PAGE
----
Public Domain and Sample-Based Hip Hop in the Future

edited October 2011 in Strut Central
When sample-ripe recordings of the 60s and 70s enter public domain, along with the associated intellectual property, do you think we will see a resurgence of sample based hip hop in the mainstream market? If my understanding of copyright law is correct, this would start happening sometime around 2040 - 2050 I guess? Perhaps it is foolish to even try to make predictions about any aspect of the world that far in the future, but I figured I'd throw it out there.

  Comments


  • staxwaxstaxwax 1,474 Posts
    HomeChoppingNetwork said:
    it is foolish to even try to make predictions about any aspect of the world that far in the future

  • batmonbatmon 27,574 Posts
    Hip Hop is not going to return to 1990.

  • cloud9cloud9 49 Posts
    I suspect we will be far beyond that point (in production methods) but music will be far shittier I believe. People (90% of people) probably won't even care about music in 2040-2050 that is... if we make it past the year 2012.

  • ReynaldoReynaldo 6,054 Posts
    Hip hop is soft for being afraid to get sued, and for changing course in the face of actual lawsuits.

  • LaserWolfLaserWolf Portland Oregon 11,517 Posts
    As long as there is a Disney corp or an Irving Berlin heir nothing will ever enter the public domain.

  • arXarX 12 Posts
    cloud9 said:
    ... if we make it past the year 2012.

  • DORDOR Two Ron Toe 9,896 Posts
    You sure that shit is going to enter the public domain?

    I mean, they are already working towards taking things out of the public domain.

    http://www.scpr.org/news/2011/10/05/29269/us-supreme-court-hears-arguments-copyright-case/

  • I just don't think that's how creativity or discovery works. I don't see people sampling works that are in the public domain now.

  • The_NonThe_Non 5,691 Posts
    CinisterCee said:
    I just don't think that's how creativity or discovery works. I don't see people sampling works that are in the public domain now.


  • I reckon it will be 2070 before "Drag Rap" is public domain.

  • The_NonThe_Non 5,691 Posts
    It's set to Pop Goes the Weasel. It was a joke/I like that song.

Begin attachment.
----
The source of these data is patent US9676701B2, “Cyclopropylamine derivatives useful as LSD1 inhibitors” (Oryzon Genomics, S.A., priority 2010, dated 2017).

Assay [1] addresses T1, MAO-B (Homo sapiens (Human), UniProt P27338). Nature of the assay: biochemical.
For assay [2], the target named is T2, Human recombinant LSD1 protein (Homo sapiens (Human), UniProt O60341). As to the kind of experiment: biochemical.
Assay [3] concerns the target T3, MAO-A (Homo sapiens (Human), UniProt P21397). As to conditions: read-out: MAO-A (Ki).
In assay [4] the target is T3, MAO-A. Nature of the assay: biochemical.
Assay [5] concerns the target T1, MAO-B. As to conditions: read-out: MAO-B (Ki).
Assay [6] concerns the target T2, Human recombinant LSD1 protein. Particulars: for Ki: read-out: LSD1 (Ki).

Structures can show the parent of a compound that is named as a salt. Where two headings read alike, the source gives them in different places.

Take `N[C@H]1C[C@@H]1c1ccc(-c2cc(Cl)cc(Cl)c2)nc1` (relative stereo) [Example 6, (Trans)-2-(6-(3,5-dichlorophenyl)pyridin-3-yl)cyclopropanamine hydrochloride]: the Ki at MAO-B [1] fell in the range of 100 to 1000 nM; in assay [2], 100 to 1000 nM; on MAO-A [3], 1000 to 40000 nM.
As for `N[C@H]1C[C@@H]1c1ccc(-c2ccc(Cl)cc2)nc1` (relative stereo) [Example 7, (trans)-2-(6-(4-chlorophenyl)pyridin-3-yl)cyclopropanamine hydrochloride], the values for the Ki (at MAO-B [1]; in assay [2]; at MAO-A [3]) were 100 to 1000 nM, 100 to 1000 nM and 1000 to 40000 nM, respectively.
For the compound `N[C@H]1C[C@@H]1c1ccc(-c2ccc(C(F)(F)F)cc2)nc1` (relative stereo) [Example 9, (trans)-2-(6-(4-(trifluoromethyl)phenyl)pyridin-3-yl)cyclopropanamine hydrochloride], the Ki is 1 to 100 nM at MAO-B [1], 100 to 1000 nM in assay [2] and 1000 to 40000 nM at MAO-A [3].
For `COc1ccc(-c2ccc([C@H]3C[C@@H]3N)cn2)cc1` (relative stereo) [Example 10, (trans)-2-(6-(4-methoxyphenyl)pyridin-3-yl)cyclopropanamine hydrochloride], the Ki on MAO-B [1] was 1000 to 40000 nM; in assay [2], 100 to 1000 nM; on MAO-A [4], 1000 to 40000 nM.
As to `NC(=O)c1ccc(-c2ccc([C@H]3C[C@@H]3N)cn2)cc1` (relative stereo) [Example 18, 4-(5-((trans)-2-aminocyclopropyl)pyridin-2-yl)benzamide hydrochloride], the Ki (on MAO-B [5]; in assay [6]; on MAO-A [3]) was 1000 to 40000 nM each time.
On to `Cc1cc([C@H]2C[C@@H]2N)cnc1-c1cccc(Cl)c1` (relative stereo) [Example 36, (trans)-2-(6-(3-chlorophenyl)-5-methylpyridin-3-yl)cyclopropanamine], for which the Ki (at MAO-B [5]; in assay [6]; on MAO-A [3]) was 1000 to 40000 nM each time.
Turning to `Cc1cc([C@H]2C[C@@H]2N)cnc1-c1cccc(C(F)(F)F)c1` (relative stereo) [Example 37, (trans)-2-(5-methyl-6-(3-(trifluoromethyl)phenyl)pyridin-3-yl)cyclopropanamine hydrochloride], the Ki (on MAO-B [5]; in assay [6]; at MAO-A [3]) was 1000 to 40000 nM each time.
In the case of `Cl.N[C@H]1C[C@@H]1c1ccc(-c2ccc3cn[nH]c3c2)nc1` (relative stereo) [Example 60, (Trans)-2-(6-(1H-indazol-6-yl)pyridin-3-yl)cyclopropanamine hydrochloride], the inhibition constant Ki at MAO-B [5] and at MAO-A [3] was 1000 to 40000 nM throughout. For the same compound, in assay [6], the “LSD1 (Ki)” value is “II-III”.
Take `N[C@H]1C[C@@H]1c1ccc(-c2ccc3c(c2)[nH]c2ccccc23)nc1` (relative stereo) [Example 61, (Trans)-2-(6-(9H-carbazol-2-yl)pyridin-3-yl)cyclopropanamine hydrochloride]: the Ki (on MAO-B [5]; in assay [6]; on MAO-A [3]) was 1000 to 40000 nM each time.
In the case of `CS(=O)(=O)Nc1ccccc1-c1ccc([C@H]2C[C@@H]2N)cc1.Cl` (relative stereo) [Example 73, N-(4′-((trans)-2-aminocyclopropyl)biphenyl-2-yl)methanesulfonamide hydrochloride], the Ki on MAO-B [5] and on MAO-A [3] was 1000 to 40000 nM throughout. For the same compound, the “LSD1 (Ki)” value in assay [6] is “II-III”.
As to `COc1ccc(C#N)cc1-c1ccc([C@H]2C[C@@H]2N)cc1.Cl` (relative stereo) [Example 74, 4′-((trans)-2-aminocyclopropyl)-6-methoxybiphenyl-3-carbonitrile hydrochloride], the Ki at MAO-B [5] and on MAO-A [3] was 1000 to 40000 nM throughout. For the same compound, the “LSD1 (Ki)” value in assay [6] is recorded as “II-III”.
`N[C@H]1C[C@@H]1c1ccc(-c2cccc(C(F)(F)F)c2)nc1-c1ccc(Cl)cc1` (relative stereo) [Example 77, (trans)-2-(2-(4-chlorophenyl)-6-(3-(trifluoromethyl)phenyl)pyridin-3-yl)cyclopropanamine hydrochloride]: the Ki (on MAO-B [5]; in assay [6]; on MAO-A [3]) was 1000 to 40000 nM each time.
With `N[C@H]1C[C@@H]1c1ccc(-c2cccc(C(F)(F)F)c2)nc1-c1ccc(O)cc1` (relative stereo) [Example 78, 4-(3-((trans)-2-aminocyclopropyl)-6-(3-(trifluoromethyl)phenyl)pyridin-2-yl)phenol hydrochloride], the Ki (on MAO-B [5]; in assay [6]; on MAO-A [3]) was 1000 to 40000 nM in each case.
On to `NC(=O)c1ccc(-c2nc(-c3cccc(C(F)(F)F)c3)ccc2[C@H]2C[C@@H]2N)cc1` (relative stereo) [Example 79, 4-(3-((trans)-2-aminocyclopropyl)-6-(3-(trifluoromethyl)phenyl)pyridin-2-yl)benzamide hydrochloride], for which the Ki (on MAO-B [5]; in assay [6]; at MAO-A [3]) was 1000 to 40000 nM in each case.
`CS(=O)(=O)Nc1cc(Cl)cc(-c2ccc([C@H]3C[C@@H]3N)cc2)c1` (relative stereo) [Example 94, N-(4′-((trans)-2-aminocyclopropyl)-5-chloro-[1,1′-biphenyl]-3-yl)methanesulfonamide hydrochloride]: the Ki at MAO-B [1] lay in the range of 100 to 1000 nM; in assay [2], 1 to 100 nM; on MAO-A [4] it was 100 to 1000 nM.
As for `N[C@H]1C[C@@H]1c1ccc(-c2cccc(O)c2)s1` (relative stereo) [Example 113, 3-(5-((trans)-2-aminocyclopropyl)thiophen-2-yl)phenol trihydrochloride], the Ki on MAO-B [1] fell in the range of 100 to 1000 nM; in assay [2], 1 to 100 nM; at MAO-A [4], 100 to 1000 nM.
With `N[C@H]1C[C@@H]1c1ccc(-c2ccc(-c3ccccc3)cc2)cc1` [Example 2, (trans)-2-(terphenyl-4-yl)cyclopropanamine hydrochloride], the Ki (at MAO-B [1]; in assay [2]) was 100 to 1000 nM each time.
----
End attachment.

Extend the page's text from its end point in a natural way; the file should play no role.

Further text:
• Bon VivantBon Vivant The Eye of the Storm 2,018 Posts
    HomeChoppingNetwork said:
    When sample-ripe recordings of the 60s and 70s enter public domain, along with the associated intellectual property, do you think we will see a resurgence of sample based hip hop in the mainstream market? If my understanding of copyright law is correct, this would start happening sometime around 2040 - 2050 I guess? Perhaps it is foolish to even try to make predictions about any aspect of the world that far in the future, but I figured I'd throw it out there.

    life of the author plus 70 years. Could be 22nd century. Probably more like 2070-2090. Either way, you'll likely be gone, and won't be able to hear it.

  • Bon Vivant said:
    life of the author plus 70 years.

    oh that's how it's calculated.

  • batmonbatmon 27,574 Posts



  • The_Non said:
    It's set to Pop Goes the Weasel. It was a joke/I like that song.
    haha

  • Bon VivantBon Vivant The Eye of the Storm 2,018 Posts
    CinisterCee said:
    Bon Vivant said:
    life of the author plus 70 years.

    oh that's how it's calculated.

    You know, I'm really over simplyfying. It really depends on when it was created. Other factors can include if the material is published or not. That's not an issue here, clearly.

    Here's a good matrix for determining when material enters the public domain: http://copyright.cornell.edu/resources/publicdomain.cfm

    Looking at it, I actually misspoke. Material created and published from 1964 through 1977 is actually protected 95 years after publication, so the OP was pretty close the expiration date, for that stuff. Materal created and publshed AFTER 1977 is generally, life of the author plus 70 years, except if it's a corporate work for hire.

  • excellent

  • sampling does not stop its original creator from reaping the benefits of their work because you sliced a piece of it into yours. i became a fan of numerous artists through learning of them via sampled works, many of which were not selling albums any longer or their careers were over. take what you want and dont worry about copyright laws.

  • Bon VivantBon Vivant The Eye of the Storm 2,018 Posts
    speakmumbles said:
    sampling does not stop its original creator from reaping the benefits of their work because you sliced a piece of it into yours. i became a fan of numerous artists through learning of them via sampled works, many of which were not selling albums any longer or their careers were over. take what you want and dont worry about copyright laws.

    That's one way to look at it.
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